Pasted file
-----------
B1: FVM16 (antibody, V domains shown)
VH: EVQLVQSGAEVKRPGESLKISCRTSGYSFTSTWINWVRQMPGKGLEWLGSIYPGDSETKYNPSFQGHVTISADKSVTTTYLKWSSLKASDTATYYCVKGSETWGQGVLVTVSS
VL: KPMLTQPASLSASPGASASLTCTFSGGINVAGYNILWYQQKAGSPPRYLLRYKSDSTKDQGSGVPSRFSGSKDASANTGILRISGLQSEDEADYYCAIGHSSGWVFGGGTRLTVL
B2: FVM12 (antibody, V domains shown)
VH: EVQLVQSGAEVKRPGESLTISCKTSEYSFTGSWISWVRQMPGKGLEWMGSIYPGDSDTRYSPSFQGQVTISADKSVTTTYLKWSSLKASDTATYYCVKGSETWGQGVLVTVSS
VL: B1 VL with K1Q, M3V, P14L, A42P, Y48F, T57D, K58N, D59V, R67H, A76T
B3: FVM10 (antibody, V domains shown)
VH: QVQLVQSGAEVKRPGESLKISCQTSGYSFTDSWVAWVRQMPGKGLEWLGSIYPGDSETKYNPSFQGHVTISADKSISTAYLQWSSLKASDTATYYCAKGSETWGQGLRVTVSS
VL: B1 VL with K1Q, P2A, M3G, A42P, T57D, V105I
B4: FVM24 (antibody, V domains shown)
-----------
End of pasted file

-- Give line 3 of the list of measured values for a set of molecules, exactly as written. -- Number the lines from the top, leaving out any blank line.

VL: KPMLTQPASLSASPGASASLTCTFSGGINVAGYNILWYQQKAGSPPRYLLRYKSDSTKDQGSGVPSRFSGSKDASANTGILRISGLQSEDEADYYCAIGHSSGWVFGGGTRLTVL